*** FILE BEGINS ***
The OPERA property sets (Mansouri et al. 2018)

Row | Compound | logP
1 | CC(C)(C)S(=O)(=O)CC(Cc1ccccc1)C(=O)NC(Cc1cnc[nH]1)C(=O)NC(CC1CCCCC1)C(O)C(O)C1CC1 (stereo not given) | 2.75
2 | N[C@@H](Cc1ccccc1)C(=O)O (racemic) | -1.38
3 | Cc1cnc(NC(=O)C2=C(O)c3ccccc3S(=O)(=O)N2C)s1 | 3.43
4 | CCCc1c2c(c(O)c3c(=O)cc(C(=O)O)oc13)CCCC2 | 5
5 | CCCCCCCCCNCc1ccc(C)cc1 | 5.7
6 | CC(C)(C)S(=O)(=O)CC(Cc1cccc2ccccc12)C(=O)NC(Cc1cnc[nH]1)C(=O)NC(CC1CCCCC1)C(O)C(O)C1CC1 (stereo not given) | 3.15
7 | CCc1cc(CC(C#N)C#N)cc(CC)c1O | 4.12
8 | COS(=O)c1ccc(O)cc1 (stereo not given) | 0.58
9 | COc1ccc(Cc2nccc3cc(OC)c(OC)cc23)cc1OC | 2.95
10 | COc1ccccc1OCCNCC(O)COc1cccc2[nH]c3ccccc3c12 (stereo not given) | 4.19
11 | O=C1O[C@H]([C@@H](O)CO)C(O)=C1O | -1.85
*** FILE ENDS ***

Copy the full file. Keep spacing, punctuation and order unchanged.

The OPERA property sets (Mansouri et al. 2018)

Row | Compound | logP
1 | CC(C)(C)S(=O)(=O)CC(Cc1ccccc1)C(=O)NC(Cc1cnc[nH]1)C(=O)NC(CC1CCCCC1)C(O)C(O)C1CC1 (stereo not given) | 2.75
2 | N[C@@H](Cc1ccccc1)C(=O)O (racemic) | -1.38
3 | Cc1cnc(NC(=O)C2=C(O)c3ccccc3S(=O)(=O)N2C)s1 | 3.43
4 | CCCc1c2c(c(O)c3c(=O)cc(C(=O)O)oc13)CCCC2 | 5
5 | CCCCCCCCCNCc1ccc(C)cc1 | 5.7
6 | CC(C)(C)S(=O)(=O)CC(Cc1cccc2ccccc12)C(=O)NC(Cc1cnc[nH]1)C(=O)NC(CC1CCCCC1)C(O)C(O)C1CC1 (stereo not given) | 3.15
7 | CCc1cc(CC(C#N)C#N)cc(CC)c1O | 4.12
8 | COS(=O)c1ccc(O)cc1 (stereo not given) | 0.58
9 | COc1ccc(Cc2nccc3cc(OC)c(OC)cc23)cc1OC | 2.95
10 | COc1ccccc1OCCNCC(O)COc1cccc2[nH]c3ccccc3c12 (stereo not given) | 4.19
11 | O=C1O[C@H]([C@@H](O)CO)C(O)=C1O | -1.85